Isolated chloroplasts show a light-induced reversible increase in blue-green fluorescence (BGF), which is only dependent on NADPH changes. In the present communication, we report a time-resolved and spectral analysis of this BGF in reconstituted chloroplasts and intact isolated chloroplasts, in the dark and under actinic illumination. From these measurements we deduced the contribution of the different forms of NADPH (free and bound to proteins) to the light-induced variation of BGF and conclude that this variation is due only to the redox change of the NADP pool. A simple model estimating the distribution of NADPH between the free and bound form was designed, that explains the differences measured for the BGF of reconstituted chloroplasts and intact chloroplasts. From the decay-associated spectra of the chloroplast BGF, we also deduced the participation of flavins to the green peak of chloroplast fluorescence emission spectrum, and the existence of excitation energy transfer from proteins to bound NADPH in chloroplasts. In addition, we re-examined the use of chloroplast BGF as a quantitative measure of NADPH concentration, and confirmed that chloroplast BGF can be used for non-destructive, continuous and probably quantitative monitoring of light-induced changes in NADP redox state.
Keywords: Blue-green fluorescence; Decay-associated spectra; Excitation energy transfer; Flavin; Intact chloroplast; Reconstituted chloroplast; Pyridine nucleotide;

The electron–electron double resonance (ELDOR) method was applied to measure the dipole interaction between cytochrome (Cyt) b + 559 and the primary acceptor quinone (Q A), observed at g=2.0045 with the peak to peak width of about 9 G, in Photosystem II (PS II) in which the non-heme Fe2+ was substituted by Zn2+. The paramagnetic centers of Cyt b + 559Y DQ A were trapped by illumination at 273 K for 8 min, followed by dark adaptation for 3 min and freezing into 77 K. The distance between the pair Cyt b + 559-Q A was estimated from the dipole interaction constant fitted to the observed ELDOR time profile to be 40±1 Å. In the membrane oriented PS II particles the angle between the vector from QA to Cyt b 559 and the membrane normal was determined to be 80±5°. The position of Cyt b 559 relative to QA suggests that the heme plane is located on the stromal side of the thylakoid membrane. ELDOR was not observed for Cyt b + 559 Y D spin pair, suggesting the distance between them is more than 50 Å.
Keywords: Photosystem II; Oriented membrane; Cytochrome b 559; QA; Electron spin echo;

Energy transfer and charge separation in the purple non-sulfur bacterium Roseospirillum parvum by Hjalmar P. Permentier; Sieglinde Neerken; Kristiane A. Schmidt; Jörg Overmann; Jan Amesz (338-345).
The antenna reaction centre system of the recently described purple non-sulfur bacterium Roseospirillum parvum strain 930I was studied with various spectroscopic techniques. The bacterium contains bacteriochlorophyll (BChl) a, 20% of which was esterified with tetrahydrogeranylgeraniol. In the near-infrared, the antenna showed absorption bands at 805 and 909 nm (929 nm at 6 K). Fluorescence bands were located at 925 and 954 nm, at 300 and 6 K, respectively. Fluorescence excitation spectra and time resolved picosecond absorbance difference spectroscopy showed a nearly 100% efficient energy transfer from BChl 805 to BChl 909, with a time constant of only 2.6 ps. This and other evidence indicate that both types of BChl belong to a single LH1 complex. Flash induced difference spectra show that the primary electron donor absorbs at 886 nm, i.e. at 285 cm−1 higher energy than the long wavelength antenna band. Nevertheless, the time constant for trapping in the reaction centre was the same as for almost all other purple bacteria: 55±5 ps. The shape as well as the amplitude of the absorbance difference spectrum of the excited antenna indicated exciton interaction and delocalisation of the excited state over the BChl 909 ring, whereas BChl 805 appeared to have a monomeric nature.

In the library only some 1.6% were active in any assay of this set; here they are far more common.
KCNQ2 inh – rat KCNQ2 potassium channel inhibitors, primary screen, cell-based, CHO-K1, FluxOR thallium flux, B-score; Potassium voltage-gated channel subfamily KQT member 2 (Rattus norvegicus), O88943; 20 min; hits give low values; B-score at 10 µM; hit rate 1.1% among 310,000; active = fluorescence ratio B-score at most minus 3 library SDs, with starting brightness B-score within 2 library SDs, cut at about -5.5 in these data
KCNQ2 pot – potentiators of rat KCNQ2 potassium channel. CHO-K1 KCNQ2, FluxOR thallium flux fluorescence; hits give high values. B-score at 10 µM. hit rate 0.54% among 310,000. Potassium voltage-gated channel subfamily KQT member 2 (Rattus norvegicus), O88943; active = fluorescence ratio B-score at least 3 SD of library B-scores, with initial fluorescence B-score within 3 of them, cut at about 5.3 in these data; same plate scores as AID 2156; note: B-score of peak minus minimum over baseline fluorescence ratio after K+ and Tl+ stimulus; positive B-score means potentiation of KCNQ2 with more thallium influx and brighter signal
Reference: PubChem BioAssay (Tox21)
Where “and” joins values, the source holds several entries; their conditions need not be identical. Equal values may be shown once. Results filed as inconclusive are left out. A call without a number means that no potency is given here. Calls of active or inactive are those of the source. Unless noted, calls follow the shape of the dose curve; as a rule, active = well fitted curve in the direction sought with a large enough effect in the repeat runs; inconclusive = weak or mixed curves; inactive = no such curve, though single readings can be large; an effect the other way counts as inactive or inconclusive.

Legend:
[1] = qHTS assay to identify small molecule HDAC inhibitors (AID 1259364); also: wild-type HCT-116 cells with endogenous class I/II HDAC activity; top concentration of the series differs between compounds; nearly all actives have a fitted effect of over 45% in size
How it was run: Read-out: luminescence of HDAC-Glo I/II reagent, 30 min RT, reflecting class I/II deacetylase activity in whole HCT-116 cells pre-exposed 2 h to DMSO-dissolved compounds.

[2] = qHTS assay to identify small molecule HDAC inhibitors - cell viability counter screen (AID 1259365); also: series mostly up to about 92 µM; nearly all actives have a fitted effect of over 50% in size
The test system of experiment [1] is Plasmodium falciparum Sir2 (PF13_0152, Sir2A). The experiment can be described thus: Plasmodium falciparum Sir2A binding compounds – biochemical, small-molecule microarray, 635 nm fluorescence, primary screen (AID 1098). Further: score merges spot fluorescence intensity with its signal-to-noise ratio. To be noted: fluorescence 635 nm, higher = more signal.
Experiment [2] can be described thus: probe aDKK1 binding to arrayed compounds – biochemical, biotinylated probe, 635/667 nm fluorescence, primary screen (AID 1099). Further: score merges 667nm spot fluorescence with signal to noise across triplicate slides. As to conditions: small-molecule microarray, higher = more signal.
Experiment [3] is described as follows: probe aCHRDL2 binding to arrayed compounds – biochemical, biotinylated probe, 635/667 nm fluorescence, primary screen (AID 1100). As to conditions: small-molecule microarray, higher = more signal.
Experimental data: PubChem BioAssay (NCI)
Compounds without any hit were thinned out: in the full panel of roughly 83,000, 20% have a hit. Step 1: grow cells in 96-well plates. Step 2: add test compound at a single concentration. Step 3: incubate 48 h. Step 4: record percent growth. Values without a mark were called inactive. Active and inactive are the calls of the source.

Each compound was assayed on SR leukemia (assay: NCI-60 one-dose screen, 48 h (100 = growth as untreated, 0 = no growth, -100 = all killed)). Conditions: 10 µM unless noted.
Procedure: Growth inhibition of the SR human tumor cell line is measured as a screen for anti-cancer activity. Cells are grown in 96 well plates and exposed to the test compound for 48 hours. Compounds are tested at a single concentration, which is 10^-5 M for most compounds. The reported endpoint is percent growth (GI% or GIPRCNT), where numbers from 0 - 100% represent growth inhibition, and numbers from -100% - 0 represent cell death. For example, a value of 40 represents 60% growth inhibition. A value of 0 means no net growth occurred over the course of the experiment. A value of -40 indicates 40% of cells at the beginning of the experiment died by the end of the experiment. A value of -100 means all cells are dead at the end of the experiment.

Keywords: Antenna complex; Charge separation; Energy transfer; Light harvesting complex 1; Purple bacterium;

Resistance of isolated pulmonary mitochondria during in vitro anoxia/reoxygenation by Katty Willet; Olivier Detry; Francis E. Sluse (346-352).
The aim of the study was to investigate the effect of in vitro anoxia/reoxygenation on the oxidative phosphorylation of isolated lung mitochondria. Mitochondria were isolated after harvesting from fresh pig lungs flushed with Euro-Collins solution. Mitochondrial respiratory parameters were determined in isolated mitochondria before anoxia (control), after 5–45 min anoxia followed by 5 min reoxygenation, and after 25 or 40 min of in vitro incubation in order to follow the in vitro aging of mitochondria during respiratory assays. Respiratory parameters measured after anoxia/reoxygenation did not show any oxidative phosphorylation dysfunction, indicating a high resistance of pulmonary mitochondria to in vitro anoxia/reoxygenation (up to 45 min anoxia). These results indicate that mitochondria are not directly responsible of their oxidative phosphorylation damage observed after in vivo ischemia (K. Willet et al., Transplantation 69 (2000) 582) but are a target of others cellular injuries leading to mitochondrial dysfunction in vivo.